To inform stakeholders of the Minister’s intent to apply the SNAc provisions of CEPA 1999, the Minister published on April 2, 2011, a Notice of Intent in the Canada Gazette, Part Ⅰ, proposing to amend the DSL to ensure that the SNAc provisions of CEPA 1999 are applied to the three substances.
Current industry activities for the three substances
There are currently no known activities involving 2-MEA in Canada. According to the information received from a survey published pursuant to section 71 of CEPA 1999 (section 71 survey), 2-MEA was not manufactured in or imported into Canada in a quantity greater than the reporting threshold of 100 kg in 2006. However, some importation below the threshold was reported for the same reporting year. Activities associated with 2-MEA have been phased out in recent years.
DEGME is mainly used as an additive in aviation fuel (though releases from this source are estimated to be low), an additive in diesel fuel and biodiesel, and a formulant in pest control products for various applications, particularly in the pulp and paper industry. It is used in floor finishes, in various cleaners and degreasers, in paints and paint removers, and in some hairsprays, skin creams and cleansers, and is a fragrance ingredient. In addition, this substance may be used as a solvent in the manufacture of inks and metal can end coatings used in food contact applications. Historically, it has been used in cleaners used in the food industry. According to a section 71 survey, no Canadian companies reported manufacturing the substance in a quantity greater than or equal to the 100 kg threshold in 2006. However, between 1 000 000 and 10 000 000 kg of the substance were imported into Canada in the same reporting year.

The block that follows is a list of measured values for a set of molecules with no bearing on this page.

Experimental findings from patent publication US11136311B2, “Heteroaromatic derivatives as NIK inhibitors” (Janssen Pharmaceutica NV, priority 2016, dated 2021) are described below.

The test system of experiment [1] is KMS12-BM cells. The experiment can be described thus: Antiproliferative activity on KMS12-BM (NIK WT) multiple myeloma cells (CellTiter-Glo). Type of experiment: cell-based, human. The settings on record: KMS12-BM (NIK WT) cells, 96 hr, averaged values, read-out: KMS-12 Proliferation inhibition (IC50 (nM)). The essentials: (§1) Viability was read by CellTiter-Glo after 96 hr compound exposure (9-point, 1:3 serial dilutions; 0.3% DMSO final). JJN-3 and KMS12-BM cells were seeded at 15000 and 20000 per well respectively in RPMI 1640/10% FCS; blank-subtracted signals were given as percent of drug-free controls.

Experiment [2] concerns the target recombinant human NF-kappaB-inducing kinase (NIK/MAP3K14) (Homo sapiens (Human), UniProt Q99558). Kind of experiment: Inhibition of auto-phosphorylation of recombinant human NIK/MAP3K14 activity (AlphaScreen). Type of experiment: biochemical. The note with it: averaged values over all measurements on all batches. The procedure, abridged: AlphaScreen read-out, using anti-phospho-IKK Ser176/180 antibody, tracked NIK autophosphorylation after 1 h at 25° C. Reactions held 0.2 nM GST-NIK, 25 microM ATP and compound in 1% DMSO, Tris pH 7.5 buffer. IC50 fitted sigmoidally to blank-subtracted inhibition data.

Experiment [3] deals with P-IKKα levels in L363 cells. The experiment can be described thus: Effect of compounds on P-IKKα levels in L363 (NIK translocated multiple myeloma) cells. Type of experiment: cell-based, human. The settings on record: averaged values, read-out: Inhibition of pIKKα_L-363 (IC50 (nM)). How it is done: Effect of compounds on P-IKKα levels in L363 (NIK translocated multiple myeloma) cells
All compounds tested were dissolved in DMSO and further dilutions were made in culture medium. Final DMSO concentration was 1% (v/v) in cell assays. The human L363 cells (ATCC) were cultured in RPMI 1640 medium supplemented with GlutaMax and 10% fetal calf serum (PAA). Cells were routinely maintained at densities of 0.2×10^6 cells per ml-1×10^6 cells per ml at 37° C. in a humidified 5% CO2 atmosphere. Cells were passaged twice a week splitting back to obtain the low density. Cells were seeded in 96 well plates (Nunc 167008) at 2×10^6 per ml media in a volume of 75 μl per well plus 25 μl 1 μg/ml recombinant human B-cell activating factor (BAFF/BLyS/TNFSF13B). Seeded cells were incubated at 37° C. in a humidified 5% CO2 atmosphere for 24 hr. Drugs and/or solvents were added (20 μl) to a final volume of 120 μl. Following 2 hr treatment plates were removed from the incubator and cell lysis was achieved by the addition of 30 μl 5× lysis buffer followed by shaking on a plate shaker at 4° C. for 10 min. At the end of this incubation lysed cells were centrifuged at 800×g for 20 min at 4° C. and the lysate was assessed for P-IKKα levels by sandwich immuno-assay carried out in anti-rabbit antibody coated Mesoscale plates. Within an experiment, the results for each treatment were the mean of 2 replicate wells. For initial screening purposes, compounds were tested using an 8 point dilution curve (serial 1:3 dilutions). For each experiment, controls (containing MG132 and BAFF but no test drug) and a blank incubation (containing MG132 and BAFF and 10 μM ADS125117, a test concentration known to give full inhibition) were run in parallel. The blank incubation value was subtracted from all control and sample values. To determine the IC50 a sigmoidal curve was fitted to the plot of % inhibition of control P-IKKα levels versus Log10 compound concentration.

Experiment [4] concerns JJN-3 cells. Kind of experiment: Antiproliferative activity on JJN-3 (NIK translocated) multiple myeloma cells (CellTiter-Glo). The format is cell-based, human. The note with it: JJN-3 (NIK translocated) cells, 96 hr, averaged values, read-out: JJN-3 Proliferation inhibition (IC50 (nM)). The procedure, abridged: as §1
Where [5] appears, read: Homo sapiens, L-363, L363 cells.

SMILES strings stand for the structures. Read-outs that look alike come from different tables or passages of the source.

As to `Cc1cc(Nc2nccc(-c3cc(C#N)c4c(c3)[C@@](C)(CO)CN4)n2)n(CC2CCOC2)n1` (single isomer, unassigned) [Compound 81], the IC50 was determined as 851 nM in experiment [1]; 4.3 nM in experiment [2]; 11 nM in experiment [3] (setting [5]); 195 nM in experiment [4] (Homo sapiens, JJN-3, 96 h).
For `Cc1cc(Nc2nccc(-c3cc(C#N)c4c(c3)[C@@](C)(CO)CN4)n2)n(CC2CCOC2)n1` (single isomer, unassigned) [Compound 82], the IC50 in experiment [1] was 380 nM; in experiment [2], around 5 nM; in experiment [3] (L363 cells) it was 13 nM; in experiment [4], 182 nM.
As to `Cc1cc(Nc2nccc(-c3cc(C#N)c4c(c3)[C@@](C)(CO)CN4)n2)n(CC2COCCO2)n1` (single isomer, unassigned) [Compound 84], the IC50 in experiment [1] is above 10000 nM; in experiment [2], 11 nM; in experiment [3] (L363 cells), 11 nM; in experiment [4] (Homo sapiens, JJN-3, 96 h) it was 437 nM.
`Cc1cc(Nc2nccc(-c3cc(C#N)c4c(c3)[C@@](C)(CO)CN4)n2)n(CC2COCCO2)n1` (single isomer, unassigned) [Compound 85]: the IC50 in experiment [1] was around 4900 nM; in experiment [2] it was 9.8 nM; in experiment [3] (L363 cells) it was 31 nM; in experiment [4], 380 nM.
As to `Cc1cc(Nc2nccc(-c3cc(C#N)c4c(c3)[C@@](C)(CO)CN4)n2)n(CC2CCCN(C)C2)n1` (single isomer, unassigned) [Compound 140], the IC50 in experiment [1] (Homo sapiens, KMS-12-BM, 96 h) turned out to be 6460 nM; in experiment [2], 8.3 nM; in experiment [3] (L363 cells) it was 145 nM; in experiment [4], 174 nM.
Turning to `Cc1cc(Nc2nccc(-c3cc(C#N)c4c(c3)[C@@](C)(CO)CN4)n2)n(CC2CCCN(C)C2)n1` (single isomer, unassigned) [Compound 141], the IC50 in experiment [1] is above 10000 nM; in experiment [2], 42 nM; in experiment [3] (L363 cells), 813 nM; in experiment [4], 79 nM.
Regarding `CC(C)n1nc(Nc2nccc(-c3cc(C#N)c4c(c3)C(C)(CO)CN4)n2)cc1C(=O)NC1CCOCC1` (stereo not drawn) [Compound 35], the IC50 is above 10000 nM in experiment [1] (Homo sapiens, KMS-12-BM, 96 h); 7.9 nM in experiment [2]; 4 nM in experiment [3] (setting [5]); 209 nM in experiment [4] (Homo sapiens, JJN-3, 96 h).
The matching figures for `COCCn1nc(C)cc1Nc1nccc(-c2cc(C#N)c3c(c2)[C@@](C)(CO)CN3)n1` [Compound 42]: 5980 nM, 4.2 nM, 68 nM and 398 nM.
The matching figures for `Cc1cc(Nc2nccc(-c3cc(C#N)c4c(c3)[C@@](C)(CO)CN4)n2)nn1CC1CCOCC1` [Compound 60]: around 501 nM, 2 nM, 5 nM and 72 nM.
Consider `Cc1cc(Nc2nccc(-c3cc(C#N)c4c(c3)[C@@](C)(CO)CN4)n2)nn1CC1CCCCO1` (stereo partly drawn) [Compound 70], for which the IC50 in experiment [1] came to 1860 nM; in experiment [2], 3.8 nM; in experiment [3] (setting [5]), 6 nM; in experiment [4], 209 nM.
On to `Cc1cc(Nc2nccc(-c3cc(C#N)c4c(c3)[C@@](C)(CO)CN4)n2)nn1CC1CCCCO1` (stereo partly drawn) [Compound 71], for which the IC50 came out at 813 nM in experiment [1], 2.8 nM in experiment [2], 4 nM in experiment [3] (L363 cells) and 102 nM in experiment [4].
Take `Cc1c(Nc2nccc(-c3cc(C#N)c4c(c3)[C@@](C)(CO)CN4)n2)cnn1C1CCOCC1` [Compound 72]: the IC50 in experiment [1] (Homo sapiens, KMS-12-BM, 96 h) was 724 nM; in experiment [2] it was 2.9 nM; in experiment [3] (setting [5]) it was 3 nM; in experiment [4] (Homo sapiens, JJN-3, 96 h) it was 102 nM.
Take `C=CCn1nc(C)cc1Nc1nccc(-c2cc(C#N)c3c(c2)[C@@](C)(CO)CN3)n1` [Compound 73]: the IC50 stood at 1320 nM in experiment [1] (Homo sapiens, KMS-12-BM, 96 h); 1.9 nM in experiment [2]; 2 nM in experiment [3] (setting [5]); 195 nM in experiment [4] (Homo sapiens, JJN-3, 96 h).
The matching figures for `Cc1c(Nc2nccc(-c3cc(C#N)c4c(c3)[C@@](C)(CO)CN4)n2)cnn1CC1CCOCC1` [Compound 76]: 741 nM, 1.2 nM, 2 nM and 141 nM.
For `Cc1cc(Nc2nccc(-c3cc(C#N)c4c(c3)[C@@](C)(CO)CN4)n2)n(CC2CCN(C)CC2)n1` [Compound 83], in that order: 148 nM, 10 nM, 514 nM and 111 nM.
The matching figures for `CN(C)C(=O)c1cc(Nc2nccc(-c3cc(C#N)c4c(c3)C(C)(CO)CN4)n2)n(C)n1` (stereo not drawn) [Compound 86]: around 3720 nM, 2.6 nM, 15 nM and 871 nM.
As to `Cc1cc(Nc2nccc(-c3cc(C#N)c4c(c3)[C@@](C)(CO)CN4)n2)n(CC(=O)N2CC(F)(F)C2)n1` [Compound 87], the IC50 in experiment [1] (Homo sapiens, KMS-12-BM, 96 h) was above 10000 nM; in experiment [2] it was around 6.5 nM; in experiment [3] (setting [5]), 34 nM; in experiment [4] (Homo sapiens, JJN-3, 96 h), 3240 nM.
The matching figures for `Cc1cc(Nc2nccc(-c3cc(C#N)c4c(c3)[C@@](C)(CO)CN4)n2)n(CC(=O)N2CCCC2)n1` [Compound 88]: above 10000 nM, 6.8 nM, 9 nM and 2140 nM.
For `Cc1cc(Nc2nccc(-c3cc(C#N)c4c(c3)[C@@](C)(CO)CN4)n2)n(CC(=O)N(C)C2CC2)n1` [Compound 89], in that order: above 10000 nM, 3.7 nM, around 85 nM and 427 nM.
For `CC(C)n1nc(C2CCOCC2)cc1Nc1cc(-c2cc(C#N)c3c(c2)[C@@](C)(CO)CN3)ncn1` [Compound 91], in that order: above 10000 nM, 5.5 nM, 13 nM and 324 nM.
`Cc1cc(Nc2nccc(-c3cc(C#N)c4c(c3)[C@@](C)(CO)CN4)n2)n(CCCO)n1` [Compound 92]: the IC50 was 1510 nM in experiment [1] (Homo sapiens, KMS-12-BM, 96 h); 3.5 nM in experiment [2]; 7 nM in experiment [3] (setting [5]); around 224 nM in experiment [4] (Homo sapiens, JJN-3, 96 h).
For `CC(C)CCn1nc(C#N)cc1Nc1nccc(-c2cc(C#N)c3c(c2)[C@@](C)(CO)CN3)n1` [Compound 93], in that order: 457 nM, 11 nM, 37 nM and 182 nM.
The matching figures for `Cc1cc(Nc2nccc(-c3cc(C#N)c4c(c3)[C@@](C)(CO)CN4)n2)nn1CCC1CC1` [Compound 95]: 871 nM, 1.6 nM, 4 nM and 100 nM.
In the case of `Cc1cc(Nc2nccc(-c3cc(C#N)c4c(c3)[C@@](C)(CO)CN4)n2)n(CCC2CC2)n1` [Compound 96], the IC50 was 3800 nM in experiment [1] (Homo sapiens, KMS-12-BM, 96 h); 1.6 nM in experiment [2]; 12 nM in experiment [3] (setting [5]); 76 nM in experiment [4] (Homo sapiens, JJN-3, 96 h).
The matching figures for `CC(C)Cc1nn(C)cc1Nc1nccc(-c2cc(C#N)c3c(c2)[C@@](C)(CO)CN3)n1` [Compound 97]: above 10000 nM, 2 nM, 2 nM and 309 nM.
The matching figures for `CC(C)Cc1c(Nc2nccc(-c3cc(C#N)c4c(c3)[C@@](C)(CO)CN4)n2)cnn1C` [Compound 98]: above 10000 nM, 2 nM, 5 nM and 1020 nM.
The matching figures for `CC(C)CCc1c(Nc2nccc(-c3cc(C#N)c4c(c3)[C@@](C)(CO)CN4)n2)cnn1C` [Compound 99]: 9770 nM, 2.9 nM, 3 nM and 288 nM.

Pigment Red 3 is currently used in paints for both interior and exterior applications, including anti-rust proofing, in plastics, printing inks, textiles and polyurethane coatings. Industrial applications include manufactured or imported industrial paints for use on metal tools or equipment, plastic compounding, plastic coloration and the manufacture of industrial printing inks. There are also limited uses of this substance in cosmetic products. According to a section 71 survey, one company manufactured the substance in a quantity ranging from 100 000 to 1 000 000 kg in 2006. However, of that quantity, all but 30 000 to 50 000 kg were exported. Furthermore, seven companies imported a total of 10 000 to 100 000 kg into Canada and nine companies used approximately 40 000 kg in Canada.